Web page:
Within hours of being elected president, Miloš Zeman called for early parliamentary elections, leading to speculation about the chances of Petr Nečas’s right-of-centre coalition serving its full term. Now the embattled prime minister is coming under pressure from within: TOP 09, perhaps buoyed by their chairman’s showing in the presidential vote, on Tuesday issued a demand that opens a fresh fissure in the government.
On Tuesday, the second biggest grouping in the Czech government, TOP 09, announced they would only sign a revised deal setting the agenda for the remaining 18 months of the three-party coalition - which is currently on the table - if it included a commitment to joining the fiscal pact by the end of the year. Such a move is opposed by mildly Eurosceptic coalition leaders the Civic Democrats.
TOP 09’s call came only days after its elderly chair Karel Schwarzenberg was defeated but still received over two million votes in the presidential election. The man regarded as the party’s de facto chief, Finance Minister Miroslav Kalousek, said perhaps his colleague could instead become Prime Minister Schwarzenberg.
Industry and Trade Minister Martin Kuba, who is first deputy chairman of the Civic Democrats, says the timing of TOP 09’s demand appears significant.
“I think the way it was sent to us, as an ultimatum and through the media, is likely because colleague Kalousek analyzed the use of any potential that arose through Mr. Schwarzenberg’s presidential campaign and now may be an advantageous time…It can be regarded as creating pressure and squabbles in the coalition that could eventually result in its collapse and early elections.”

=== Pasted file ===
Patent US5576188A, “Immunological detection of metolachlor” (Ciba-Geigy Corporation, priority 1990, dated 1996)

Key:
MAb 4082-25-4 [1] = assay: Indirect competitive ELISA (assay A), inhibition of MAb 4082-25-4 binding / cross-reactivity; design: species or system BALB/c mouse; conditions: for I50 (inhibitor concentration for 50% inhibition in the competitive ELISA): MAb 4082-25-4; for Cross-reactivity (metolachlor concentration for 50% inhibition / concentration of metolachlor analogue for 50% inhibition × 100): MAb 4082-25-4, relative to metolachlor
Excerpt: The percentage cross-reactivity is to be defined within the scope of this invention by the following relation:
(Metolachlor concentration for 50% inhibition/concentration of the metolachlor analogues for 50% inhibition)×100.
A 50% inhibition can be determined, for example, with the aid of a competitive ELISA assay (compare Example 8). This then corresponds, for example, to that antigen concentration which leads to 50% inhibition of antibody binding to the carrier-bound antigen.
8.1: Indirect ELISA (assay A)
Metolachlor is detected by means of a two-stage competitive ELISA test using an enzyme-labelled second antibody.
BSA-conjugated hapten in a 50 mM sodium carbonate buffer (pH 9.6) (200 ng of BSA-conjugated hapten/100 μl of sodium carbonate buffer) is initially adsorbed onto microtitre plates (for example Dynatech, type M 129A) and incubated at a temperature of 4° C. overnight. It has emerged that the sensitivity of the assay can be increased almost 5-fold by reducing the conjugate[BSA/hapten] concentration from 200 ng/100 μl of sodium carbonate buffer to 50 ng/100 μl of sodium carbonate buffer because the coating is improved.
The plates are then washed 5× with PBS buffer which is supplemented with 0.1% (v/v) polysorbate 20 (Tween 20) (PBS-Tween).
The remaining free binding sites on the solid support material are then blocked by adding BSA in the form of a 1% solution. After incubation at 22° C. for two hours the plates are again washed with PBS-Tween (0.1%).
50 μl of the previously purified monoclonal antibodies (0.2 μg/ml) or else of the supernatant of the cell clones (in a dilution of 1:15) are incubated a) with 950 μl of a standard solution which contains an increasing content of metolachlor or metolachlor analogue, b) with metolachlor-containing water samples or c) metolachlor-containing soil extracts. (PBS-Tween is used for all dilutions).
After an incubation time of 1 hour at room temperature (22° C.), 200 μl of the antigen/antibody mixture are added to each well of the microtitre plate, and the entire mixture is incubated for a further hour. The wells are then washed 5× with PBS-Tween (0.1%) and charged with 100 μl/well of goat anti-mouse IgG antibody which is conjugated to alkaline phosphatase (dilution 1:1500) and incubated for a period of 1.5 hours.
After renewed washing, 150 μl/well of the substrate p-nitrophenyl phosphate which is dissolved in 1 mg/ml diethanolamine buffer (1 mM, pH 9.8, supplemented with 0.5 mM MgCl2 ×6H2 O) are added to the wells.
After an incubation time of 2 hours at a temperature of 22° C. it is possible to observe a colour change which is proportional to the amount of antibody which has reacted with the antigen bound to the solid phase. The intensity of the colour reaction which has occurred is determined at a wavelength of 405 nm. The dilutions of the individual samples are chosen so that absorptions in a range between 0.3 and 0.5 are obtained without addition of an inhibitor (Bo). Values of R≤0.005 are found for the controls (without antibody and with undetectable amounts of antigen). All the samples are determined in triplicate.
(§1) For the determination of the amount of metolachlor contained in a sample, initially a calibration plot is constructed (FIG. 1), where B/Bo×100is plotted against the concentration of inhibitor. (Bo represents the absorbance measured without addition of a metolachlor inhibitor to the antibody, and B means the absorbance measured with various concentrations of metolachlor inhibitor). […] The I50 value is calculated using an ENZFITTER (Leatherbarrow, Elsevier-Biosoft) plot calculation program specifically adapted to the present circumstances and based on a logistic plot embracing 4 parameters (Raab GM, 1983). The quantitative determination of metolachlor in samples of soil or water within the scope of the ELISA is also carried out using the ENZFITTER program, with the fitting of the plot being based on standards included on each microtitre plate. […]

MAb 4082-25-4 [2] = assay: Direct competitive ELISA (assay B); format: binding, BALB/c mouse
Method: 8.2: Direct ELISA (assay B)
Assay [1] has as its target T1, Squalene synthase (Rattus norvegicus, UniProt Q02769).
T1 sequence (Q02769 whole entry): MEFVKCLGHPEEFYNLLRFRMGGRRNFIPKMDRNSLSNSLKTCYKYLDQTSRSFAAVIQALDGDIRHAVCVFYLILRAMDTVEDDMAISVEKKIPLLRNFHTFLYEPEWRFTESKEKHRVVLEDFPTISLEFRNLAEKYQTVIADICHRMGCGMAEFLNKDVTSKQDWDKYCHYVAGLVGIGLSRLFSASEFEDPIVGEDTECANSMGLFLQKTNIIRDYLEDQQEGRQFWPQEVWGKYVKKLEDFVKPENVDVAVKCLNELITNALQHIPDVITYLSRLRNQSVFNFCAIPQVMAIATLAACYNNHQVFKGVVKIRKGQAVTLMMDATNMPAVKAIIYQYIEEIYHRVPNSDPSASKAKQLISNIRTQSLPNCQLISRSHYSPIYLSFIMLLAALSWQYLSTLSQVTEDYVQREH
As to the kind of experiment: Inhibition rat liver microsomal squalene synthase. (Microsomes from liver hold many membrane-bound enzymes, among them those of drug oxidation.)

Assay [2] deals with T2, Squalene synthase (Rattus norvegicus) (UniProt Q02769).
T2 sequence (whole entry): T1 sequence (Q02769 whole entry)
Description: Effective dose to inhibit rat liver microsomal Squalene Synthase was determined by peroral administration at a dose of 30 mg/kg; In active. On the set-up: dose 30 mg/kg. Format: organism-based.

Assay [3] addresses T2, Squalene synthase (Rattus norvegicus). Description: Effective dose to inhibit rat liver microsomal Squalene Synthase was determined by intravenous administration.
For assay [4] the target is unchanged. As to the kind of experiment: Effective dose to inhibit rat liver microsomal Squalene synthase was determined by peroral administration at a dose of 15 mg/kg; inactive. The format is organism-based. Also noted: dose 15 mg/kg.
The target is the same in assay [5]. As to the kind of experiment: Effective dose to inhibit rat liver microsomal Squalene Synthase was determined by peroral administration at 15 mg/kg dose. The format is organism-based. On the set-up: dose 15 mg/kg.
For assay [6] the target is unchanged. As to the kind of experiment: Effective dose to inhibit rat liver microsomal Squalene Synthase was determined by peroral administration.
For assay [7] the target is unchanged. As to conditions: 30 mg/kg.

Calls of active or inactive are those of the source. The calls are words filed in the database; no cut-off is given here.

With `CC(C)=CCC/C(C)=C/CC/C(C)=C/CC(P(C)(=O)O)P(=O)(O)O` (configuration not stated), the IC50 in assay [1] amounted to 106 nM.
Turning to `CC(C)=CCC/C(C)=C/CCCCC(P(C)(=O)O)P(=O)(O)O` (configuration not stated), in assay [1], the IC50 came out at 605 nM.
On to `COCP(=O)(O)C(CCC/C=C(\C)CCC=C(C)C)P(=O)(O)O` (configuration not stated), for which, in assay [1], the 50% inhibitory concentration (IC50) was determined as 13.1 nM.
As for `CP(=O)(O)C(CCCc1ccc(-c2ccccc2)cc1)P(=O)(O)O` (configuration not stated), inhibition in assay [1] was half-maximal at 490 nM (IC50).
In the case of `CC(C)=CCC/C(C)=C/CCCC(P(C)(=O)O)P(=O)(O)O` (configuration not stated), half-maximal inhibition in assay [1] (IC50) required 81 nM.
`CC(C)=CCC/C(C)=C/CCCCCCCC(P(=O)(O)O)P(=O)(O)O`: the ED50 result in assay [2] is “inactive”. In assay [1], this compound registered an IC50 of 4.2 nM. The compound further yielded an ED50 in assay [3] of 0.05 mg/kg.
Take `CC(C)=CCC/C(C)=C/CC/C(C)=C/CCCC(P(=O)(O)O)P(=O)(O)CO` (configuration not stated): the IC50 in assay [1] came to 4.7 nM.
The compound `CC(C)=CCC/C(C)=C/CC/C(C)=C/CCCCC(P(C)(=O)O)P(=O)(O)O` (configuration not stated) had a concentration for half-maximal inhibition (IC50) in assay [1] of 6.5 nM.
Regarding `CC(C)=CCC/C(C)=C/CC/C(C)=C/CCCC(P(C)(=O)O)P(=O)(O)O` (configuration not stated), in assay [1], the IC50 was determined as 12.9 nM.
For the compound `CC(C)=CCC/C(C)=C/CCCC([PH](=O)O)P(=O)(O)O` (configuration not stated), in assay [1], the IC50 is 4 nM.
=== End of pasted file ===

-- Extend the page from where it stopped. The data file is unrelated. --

There may perhaps be something in that. However, if anything Karel Schwarzenberg tried to distract attention from his involvement in TOP 09, and its unpopular economic policies, while on the hustings. Many who backed him for president have little affection for his party.
For his part, Miroslav Kalousek denies attempting to weaken the government or to exploit Mr. Schwarzenberg’s popularity.
“We firmly believe that we will extract electoral gains from our own policies, from what we are trying to do in good faith in the interests of the future. In our view the future lies in a pro-European policy, which means joining the Fiscal Compact.”
The Civic Democrat prime minister, Petr Nečas, says the country could sign up to the EU treaty after parliament approves a so-called financial constitution setting national limits on debt. Mr. Kalousek counters that other states have done things the other way around.
The spat has been defused somewhat by TOP 09 statements that the coalition could continue even without a freshly agreed agenda, with Mr. Kalousek suggesting such deals are in any case largely a formality.
But that does not take away from the fact that if his party are to capitalise on the Civic Democrats’ unprecedented weakness and become the biggest force on the right, they are probably more likely to achieve that with Karel Schwarzenberg - still their greatest asset - on their posters. Given that he is 75 years of age, they would not perhaps be too put out if a general election took place before June 2014.